For years, we have heard of the depletion of the pool of available IPv4 address space on the Internet. At the same time, more and more networks are coming online. Out of these new networks, we have an ever-increasing number wanting to participate in BGP routing. This can be for several reasons.
The first is for what BGP was designed for — autonomy. Companies are not at the mercy of a single provider for critical infrastructure. If you have ever had to switch providers with IP addresses from the outgoing ISP, you know how much of a pain this can be.
So, what exactly is the problem? To participate in BGP, the accepted norm is to have an IP block of a /24 (256 IPs) or more. There is really no technical reason why this has to be this way. When router memory was expensive, a /24 was the cut-off for the smallest IPv4 block size you would allow through. This was to save memory and establish Mutually Agreed Upon Norms for Routing Security (MANRS). Most companies that are good at BGP have filters designed to drop prefixes smaller than /24s. This has been the accepted norm forever.
A company has two ways of getting IP space. As mentioned above, the first is to go to your ISP and have them rent or assign you IPs. The other is to go to a Regional Internet Registry and request an IP block. Either way, you must get a /24 to participate in BGP. Whether you use two or 200 IPs, doing BGP must still be a minimum of a /24.
So why is this important? Many companies wanting to do BGP don’t want to waste a /24 for a handful of IPs. Smaller Wireless Internet Service Providers (WISPS) only need a handful of IPs for NATting customers on the IPv4 front, especially if they are doing IPv6.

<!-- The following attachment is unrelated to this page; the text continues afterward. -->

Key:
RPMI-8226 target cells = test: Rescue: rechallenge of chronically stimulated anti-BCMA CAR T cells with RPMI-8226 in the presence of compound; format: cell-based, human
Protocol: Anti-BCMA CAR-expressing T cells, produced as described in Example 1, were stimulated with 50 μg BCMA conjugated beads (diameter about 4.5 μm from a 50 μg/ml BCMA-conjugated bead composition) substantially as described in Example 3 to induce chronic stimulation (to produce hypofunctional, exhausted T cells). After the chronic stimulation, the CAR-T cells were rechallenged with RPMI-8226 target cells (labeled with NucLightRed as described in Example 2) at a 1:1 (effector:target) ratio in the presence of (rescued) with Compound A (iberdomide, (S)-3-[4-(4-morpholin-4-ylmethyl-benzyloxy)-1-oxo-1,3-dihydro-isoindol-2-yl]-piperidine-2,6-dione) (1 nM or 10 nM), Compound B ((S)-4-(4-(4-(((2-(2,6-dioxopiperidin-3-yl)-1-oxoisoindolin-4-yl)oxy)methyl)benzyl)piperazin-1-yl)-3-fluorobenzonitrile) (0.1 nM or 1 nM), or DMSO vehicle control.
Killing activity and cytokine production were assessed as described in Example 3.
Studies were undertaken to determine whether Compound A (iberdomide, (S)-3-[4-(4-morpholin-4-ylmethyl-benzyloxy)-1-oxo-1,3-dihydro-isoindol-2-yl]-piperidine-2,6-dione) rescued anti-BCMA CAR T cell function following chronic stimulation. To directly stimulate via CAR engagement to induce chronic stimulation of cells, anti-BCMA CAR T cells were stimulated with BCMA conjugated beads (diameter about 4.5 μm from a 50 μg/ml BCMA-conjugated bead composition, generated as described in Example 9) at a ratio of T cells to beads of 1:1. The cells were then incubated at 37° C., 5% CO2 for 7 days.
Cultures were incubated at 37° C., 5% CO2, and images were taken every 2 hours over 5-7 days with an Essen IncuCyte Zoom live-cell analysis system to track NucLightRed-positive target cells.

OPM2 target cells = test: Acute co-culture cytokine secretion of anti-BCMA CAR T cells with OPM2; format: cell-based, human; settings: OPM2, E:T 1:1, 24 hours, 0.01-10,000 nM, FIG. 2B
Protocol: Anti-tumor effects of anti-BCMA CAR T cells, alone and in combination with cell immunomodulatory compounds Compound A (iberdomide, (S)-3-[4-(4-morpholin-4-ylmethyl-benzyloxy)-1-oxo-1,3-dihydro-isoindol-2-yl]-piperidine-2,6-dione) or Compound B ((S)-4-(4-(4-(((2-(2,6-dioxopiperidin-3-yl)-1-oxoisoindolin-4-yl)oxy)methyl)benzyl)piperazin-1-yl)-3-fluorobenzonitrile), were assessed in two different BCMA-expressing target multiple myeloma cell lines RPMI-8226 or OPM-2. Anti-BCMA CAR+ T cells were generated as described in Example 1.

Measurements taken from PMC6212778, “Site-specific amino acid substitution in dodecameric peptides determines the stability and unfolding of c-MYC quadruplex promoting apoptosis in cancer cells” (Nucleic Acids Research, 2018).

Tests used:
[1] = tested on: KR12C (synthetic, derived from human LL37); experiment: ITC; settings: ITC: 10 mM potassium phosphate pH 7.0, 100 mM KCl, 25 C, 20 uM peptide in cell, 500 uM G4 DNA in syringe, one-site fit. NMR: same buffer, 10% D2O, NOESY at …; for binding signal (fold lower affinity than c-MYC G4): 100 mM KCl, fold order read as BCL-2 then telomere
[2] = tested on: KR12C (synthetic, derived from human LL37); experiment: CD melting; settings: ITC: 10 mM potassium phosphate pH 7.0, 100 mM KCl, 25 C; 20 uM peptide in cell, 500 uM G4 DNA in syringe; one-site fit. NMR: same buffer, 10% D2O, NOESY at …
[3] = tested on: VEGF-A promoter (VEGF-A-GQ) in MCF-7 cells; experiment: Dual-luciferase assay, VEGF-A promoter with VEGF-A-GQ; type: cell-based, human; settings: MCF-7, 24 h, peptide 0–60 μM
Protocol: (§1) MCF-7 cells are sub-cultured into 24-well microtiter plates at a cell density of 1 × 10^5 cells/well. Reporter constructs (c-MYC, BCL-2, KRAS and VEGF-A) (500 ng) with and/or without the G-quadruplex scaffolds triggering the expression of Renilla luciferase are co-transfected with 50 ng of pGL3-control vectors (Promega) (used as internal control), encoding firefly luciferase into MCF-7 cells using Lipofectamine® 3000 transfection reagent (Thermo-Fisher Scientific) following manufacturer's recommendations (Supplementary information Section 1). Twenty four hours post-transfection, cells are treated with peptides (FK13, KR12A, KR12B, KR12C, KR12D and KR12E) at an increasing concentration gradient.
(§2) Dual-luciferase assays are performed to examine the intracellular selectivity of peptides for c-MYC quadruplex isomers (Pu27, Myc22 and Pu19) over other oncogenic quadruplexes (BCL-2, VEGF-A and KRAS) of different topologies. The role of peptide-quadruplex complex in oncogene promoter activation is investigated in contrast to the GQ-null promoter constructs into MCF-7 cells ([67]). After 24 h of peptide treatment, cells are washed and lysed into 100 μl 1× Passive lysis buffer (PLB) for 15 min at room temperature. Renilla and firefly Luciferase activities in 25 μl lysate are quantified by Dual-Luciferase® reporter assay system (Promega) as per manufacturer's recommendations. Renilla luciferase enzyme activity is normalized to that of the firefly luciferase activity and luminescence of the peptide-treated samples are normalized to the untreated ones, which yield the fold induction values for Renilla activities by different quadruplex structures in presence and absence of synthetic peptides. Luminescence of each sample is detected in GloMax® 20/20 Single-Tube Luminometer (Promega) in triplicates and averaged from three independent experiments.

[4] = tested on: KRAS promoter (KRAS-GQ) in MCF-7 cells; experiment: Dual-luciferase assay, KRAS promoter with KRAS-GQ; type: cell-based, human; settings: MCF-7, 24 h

I propose now is the time to change this. The only reason you can not accept anything smaller is due to the agreed-upon norms. Routers have become more powerful and are shipping with more RAM. RAM is a commodity. The manufacturers should stop making devices with minimal amounts of TCAM memory. It’s cheap compared to 15 years ago. If you have a struggling router with low memory, maybe it is time to upgrade or change your design.
The rest is just getting the community to accept, say, a /25 or even a /26 as the smallest block. Yes, this means more work. Yes, it means the global routing table will get bigger. There are many ways to implement a change to the norm. A simple cut and replace for ‘le 24’ to ‘le 25’ would go a long way.
Justin Wilson is an ISP veteran, with over 20 years in the field. He’s a regular panellist and speaker at several Wireless Internet Service Providers Association (WISP) and Mikrotik conferences, a founding member of MidWest-IX based in Indianapolis, and the CEO of MTIN.NET LLC, a consulting firm specializing in ISP and enterprise markets.
Adapted from the original at Packets Down Range.
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